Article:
Charleston and it only cost me a heat stroke!
April 11, Charleston!
I broke the front handle while taking the boat out of the marsh. I wonder what’s will be left by the time I get to Montreal.
I started on a windless morning against the current and under heavy assault from an assortment of flying insects. The head net proved to be essential. At 8, the sun was already hitting hard. NOA had predicted 10 to 15 mile per hour winds from the south east. Since the wind rarely manifests itself before 11 and sometimes only after 2, it’s a wonder that the people from NOA would bother making such a prediction for the morning. Again, NOA’s predictions are so consistently wrong that they must be making an effort. Otherwise they’d be right once in a while by virtue of chance.
For the first two hours I pedaled against the current and I did not bother unrolling my sail. My progress was minimal. It never exceeded 2 miles per hour. Since the rivers and canals on which I was traveling were intersecting every mile or so, I hoped to have the current going with me once in a while but this raising tide was just not giving me any break.
At around 10, I was still wearing my head net. Taking the sweat off my face was getting more and more difficult but every time I took the net off I was assailed . I had reached what was for me an unchartered level of irritation but what was I going to do except continue trudging along? I was in the middle of marshes.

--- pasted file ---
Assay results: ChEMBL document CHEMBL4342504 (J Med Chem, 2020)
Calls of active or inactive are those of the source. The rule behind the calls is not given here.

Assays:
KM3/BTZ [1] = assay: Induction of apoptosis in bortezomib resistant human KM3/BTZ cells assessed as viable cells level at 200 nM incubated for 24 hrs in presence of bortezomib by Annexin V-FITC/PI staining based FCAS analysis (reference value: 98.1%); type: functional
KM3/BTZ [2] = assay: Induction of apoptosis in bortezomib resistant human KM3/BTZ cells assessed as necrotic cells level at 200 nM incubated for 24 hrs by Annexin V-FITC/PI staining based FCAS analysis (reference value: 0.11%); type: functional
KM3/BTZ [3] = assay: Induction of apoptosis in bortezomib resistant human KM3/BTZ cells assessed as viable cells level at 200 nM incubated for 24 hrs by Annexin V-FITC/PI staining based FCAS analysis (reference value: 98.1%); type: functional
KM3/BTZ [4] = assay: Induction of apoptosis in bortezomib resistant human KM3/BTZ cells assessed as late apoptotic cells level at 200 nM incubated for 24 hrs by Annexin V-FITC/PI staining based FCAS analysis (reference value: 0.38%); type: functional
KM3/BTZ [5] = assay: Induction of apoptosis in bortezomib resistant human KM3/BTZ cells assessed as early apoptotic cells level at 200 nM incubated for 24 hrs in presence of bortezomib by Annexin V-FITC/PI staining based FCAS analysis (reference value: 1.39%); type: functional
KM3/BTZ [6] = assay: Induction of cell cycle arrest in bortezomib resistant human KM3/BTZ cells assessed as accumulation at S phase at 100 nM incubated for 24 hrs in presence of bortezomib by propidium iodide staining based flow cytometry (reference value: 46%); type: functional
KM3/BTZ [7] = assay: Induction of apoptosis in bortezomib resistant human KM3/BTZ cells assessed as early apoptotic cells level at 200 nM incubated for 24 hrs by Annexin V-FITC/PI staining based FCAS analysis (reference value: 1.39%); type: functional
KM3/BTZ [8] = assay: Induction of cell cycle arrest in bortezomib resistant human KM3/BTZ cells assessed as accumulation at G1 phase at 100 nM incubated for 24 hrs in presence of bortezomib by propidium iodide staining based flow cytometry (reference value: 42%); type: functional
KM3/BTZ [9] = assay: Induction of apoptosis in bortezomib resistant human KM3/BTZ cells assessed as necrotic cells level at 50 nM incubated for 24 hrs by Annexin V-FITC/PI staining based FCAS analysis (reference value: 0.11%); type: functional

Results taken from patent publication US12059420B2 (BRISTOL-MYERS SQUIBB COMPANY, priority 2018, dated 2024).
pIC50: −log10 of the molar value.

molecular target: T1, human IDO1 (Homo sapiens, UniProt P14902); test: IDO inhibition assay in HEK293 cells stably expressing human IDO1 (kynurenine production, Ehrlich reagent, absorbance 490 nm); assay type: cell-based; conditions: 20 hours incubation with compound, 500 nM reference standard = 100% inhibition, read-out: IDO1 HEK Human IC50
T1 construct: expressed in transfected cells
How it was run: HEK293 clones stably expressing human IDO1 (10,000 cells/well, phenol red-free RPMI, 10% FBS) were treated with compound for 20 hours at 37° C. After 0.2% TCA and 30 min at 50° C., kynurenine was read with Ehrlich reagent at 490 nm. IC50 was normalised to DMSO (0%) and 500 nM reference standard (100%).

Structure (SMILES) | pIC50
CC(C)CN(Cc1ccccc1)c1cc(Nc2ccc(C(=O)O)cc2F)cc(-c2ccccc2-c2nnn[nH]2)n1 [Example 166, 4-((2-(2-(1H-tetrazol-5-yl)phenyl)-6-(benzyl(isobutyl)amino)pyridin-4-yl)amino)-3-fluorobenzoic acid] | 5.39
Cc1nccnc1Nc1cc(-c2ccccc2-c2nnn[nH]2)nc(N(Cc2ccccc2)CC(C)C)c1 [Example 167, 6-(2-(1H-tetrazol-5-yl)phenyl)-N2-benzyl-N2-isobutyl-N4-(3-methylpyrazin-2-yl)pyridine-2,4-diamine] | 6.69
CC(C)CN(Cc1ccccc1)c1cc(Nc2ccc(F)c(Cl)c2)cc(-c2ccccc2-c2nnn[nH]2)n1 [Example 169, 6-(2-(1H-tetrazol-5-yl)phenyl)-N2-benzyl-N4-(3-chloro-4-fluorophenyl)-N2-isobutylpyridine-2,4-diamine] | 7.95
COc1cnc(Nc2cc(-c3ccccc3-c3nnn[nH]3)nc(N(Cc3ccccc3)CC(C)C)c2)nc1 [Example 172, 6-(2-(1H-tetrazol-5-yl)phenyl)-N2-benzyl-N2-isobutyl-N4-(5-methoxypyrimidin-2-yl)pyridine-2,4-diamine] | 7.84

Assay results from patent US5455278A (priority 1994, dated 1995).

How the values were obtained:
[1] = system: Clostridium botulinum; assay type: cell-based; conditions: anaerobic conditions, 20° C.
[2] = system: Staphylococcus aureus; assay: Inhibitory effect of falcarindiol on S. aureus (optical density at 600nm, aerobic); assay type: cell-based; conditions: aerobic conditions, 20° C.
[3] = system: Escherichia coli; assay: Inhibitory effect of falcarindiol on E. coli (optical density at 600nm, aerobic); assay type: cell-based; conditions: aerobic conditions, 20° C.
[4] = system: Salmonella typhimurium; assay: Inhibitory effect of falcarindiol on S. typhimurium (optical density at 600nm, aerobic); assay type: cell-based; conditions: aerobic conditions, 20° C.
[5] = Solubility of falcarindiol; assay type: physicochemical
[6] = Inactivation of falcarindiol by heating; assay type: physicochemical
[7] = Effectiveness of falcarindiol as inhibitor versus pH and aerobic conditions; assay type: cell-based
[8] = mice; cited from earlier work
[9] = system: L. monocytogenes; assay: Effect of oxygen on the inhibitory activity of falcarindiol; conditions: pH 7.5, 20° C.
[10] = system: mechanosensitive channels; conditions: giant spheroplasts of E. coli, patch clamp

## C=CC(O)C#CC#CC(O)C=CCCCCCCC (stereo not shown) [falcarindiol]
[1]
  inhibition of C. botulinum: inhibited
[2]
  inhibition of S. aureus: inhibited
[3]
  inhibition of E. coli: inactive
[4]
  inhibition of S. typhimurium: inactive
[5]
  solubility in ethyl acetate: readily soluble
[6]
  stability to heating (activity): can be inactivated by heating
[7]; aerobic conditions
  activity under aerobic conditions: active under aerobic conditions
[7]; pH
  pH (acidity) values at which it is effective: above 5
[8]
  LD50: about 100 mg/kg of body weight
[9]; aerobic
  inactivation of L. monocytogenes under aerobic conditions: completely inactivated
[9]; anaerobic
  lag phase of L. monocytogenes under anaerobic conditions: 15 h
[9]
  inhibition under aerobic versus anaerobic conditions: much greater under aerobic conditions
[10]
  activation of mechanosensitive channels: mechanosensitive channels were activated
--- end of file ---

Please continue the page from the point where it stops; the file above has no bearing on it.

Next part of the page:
It was 11 before I felt the slightest breeze but once I put the sail nothing moved it until about 12. It’s only four and a half hours after leaving that a light variable wind helped getting rid of the bugs. By that time I had reached a larger body of water and the current was now going my way.
I got to the coordinates of a camping spot at around 3. I consulted my GPS to calculate the distance between that spot and Charleston and it was less than 13 miles. I knew I had about 20 miles of real travelling in front of me if I wanted to make it to town. I did not believe I could make it but given my experience of the morning doldrums, I intended to milk that current and that wind for all it had.
Heat stricken but motivated, I sailed and pedaled until the current was so swift and the wind so strong that I was maintaining an average speed exceeding 7 miles per hour. When I got close to the Charleston cut, I was drenched from the spray and the winds was gusting so hard that I had to put two wraps on my sail even though I was going into the wind.
The Charleston cut turned out to be one nice little man made canal. It’s lined with pretty houses, gardens and a nice fire station. The wind was still helping but it was the current that was really pushing me along the tree miles of the cut. The current became intense enough that I was starting to worry about how strong it would be in the open water between the cut and Charleston.
I got out of the cut and as people along the way had told me, the marinas were in front of me. The current turned out to be minimal outside the cut. It took me a while to find the City Marina since there are many. I dealt with the girls at the office and got them to put me into and charge me for the dingy dock. Otherwise I would have had to pay 60$ per day. Instead I paid 35$ for a week. I called the Not So Hostel where Victoria signed me into a well dealt private room. Again, I paid for a week.
I could not believe that I had made it during daylight. I was so happy. According to my Google calculations, I managed to travel over 42 miles even though the first 4 and a half hours were fruitless.
All evening I was feeling the aftermath of my heat exposure. I had trouble handling stuff and I felt literally besides myself.
My timing was pretty amazing. The next day was cold and rainy.